Downloading the app
Before you begin your sleep tracking odyssey, you need to need to download the Beddit app. The process is quick and easy. You’ll also need to setup a user account so that you view and store your data. Again, this was a simple, breezy process.
Good product design should incur minimal interruption to your daily life. Nobody enjoys wading through manuals, scrolling through menu options, or remembering complicated button presses. Apple achieved world dominance not because its gadgets were sophisticated but because they were beautiful and could be operated by even the most die-hard technophobe.
The Beddit Smart goes a long way to achieving this type of elegant simplicity. In fact there’s hardly anything at all to say about operating the Beddit.
Assuming you’ve attached the sensor correctly and set up your app and user profile, the process couldn’t be any easier.
Your first sleep
The first time you launch the app you’ll be prompted to pair your phone via Bluetooth. This is a one-off process, and I’m pleased to say it worked first time, taking only a few seconds to recognize the sensor.
Amazingly, if you’re an iOS user, that’s it! There’s nothing else to do. Assuming your Bluetooth is switched on, and the app is launched, Beddit will automatically sense when you’re in bed and start tracking your sleep without any other manual intervention.
In this respect I’m suffering from Apple-envy. At the moment Android users don’t get automatic sleep tracking (although I’m promised it will be available in a future release).
That said, using the Beddit with my Samsung S5 is hardly an arduous affair. It’s basically two clicks; launch the app and press ‘Start Sleeping’. Once or twice I had to re-establish Bluetooth connectivity when the sensor was accidentally unplugged from the mains, but overall, unlike a lot of my experiences with Bluetooth over the years, I found the phone-sensor pairing to be extremely solid and reliable and consistent.
To begin with I was definitely conscious of having the sensor in bed. For instance I wanted to make sure I wasn’t shuffling around too much, and that my sleeping position stayed in the ‘sweet spot’. But after a couple of night’s results I realised these were frivolous concerns. Once in bed, I more or less forgot that the sensor was there.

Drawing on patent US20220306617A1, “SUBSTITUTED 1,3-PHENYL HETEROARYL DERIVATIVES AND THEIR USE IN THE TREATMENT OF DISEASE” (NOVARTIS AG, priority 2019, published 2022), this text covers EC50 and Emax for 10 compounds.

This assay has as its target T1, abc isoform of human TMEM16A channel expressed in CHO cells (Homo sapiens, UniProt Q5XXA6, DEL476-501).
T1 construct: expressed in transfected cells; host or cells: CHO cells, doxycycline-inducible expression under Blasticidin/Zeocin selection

This, I consider to be one of the Beddit’s biggest selling points. Unlike wearable trackers, there’s no visible reminder, the technology just fades into the background. I just wish I was able to experience the full no-friction experience of automatic sleep tracking.
Some other reviews I’ve read have expressed concerns about sleeping on top of something that’s permanently plugged into the mains. Personally speaking this never flagged as a concern to me.
In the morning, when you wake you simply tell the app to stop tracking and Beddit calculates your Sleep Score a value out of 100 to indicate how well you slept. This quickly became part of my morning ritual. It was interesting to
I was using the Android 2.0 version of the Beddit app. As with the hardware, Beddit have opted for simplicity over geeky functionality in the design of their app.
The main focus of the app is based is your SleepScore. This is a proprietary measurement that the Beddit scientists have come up with, combining multiple metrics ie movement, breathing, heart-rate and snoring – into a single number that represents your overnight sleep quality figure, the Beddit SleepScore.
The good thing about the Sleep Score is that you’re not inundated with reams of technical data. Just a single metric. A good night’s sleep will get you in the ‘green zone’, a thumbs up. A bad night’s rest will leave you in the orange zone – ie room for improvement.
The downside is that you don’t get a percentage breakdown to see exactly which aspects of your sleep need improving. This is a deliberate approach by Beddit to try and simplify the sleep tracking process as much as possible, and not overwhelm users with too much information. But as we’ll see later, if you want to dig deeper into your sleep data, there are a few options.
The Beddit sensor measures your heart-rate, respiration and body movement and crunches the numbers to algorithmically determine the following sleep modes:
Beddit can also tell you if you’re a snorer. To achieve this it combines the sensor data with the microphone input on your phone and displays your snoring as a series of spikes on your timeline.
I like the fact that the Beddit doesn’t pretend to detect your actual sleep stages (ie REM , NREM) as this can only be achieved accurately by spending a night in a sleep lab. Interestingly however, Beddit’s website hints that in the future 4-stage sleep classification may be possible.